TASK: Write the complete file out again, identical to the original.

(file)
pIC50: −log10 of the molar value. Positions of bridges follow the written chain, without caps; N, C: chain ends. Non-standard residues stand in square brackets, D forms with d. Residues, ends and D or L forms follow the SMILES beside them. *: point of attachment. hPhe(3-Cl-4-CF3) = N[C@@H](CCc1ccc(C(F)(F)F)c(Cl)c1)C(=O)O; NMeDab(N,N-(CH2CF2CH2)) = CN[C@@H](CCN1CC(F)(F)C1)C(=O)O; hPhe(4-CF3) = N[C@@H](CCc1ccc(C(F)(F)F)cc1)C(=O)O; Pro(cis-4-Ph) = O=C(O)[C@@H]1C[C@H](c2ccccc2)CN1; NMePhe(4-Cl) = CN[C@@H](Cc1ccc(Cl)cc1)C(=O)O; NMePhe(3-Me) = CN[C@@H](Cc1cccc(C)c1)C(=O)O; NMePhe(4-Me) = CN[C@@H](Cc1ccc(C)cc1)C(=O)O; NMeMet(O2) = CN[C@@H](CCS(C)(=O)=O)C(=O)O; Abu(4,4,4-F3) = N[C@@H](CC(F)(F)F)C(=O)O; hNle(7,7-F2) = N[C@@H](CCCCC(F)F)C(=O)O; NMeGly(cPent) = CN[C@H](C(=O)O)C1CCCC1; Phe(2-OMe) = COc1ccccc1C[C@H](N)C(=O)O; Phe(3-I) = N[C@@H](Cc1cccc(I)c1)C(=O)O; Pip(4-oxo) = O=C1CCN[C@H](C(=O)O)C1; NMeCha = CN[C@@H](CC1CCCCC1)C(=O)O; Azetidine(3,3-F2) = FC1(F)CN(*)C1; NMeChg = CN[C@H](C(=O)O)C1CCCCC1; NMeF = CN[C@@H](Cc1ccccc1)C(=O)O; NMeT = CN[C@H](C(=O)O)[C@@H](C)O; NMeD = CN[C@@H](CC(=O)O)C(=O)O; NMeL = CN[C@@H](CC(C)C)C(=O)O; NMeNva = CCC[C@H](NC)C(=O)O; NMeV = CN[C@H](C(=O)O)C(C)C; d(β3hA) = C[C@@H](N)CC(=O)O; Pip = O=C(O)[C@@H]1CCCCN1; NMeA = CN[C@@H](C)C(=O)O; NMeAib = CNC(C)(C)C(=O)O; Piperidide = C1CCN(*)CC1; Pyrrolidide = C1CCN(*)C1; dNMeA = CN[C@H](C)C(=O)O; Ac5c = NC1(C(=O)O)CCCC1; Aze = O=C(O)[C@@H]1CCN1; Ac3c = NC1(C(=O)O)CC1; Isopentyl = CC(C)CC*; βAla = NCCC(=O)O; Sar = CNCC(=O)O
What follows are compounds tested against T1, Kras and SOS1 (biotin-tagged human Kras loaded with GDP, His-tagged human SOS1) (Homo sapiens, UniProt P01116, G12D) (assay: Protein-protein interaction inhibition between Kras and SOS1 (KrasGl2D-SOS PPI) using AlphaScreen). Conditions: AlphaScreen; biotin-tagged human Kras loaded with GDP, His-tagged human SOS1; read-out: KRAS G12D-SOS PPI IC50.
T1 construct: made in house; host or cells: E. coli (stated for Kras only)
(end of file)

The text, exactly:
pIC50: −log10 of the molar value. Positions of bridges follow the written chain, without caps; N, C: chain ends. Non-standard residues stand in square brackets, D forms with d. Residues, ends and D or L forms follow the SMILES beside them. *: point of attachment. hPhe(3-Cl-4-CF3) = N[C@@H](CCc1ccc(C(F)(F)F)c(Cl)c1)C(=O)O; NMeDab(N,N-(CH2CF2CH2)) = CN[C@@H](CCN1CC(F)(F)C1)C(=O)O; hPhe(4-CF3) = N[C@@H](CCc1ccc(C(F)(F)F)cc1)C(=O)O; Pro(cis-4-Ph) = O=C(O)[C@@H]1C[C@H](c2ccccc2)CN1; NMePhe(4-Cl) = CN[C@@H](Cc1ccc(Cl)cc1)C(=O)O; NMePhe(3-Me) = CN[C@@H](Cc1cccc(C)c1)C(=O)O; NMePhe(4-Me) = CN[C@@H](Cc1ccc(C)cc1)C(=O)O; NMeMet(O2) = CN[C@@H](CCS(C)(=O)=O)C(=O)O; Abu(4,4,4-F3) = N[C@@H](CC(F)(F)F)C(=O)O; hNle(7,7-F2) = N[C@@H](CCCCC(F)F)C(=O)O; NMeGly(cPent) = CN[C@H](C(=O)O)C1CCCC1; Phe(2-OMe) = COc1ccccc1C[C@H](N)C(=O)O; Phe(3-I) = N[C@@H](Cc1cccc(I)c1)C(=O)O; Pip(4-oxo) = O=C1CCN[C@H](C(=O)O)C1; NMeCha = CN[C@@H](CC1CCCCC1)C(=O)O; Azetidine(3,3-F2) = FC1(F)CN(*)C1; NMeChg = CN[C@H](C(=O)O)C1CCCCC1; NMeF = CN[C@@H](Cc1ccccc1)C(=O)O; NMeT = CN[C@H](C(=O)O)[C@@H](C)O; NMeD = CN[C@@H](CC(=O)O)C(=O)O; NMeL = CN[C@@H](CC(C)C)C(=O)O; NMeNva = CCC[C@H](NC)C(=O)O; NMeV = CN[C@H](C(=O)O)C(C)C; d(β3hA) = C[C@@H](N)CC(=O)O; Pip = O=C(O)[C@@H]1CCCCN1; NMeA = CN[C@@H](C)C(=O)O; NMeAib = CNC(C)(C)C(=O)O; Piperidide = C1CCN(*)CC1; Pyrrolidide = C1CCN(*)C1; dNMeA = CN[C@H](C)C(=O)O; Ac5c = NC1(C(=O)O)CCCC1; Aze = O=C(O)[C@@H]1CCN1; Ac3c = NC1(C(=O)O)CC1; Isopentyl = CC(C)CC*; βAla = NCCC(=O)O; Sar = CNCC(=O)O
What follows are compounds tested against T1, Kras and SOS1 (biotin-tagged human Kras loaded with GDP, His-tagged human SOS1) (Homo sapiens, UniProt P01116, G12D) (assay: Protein-protein interaction inhibition between Kras and SOS1 (KrasGl2D-SOS PPI) using AlphaScreen). Conditions: AlphaScreen; biotin-tagged human Kras loaded with GDP, His-tagged human SOS1; read-out: KRAS G12D-SOS PPI IC50.
T1 construct: made in house; host or cells: E. coli (stated for Kras only)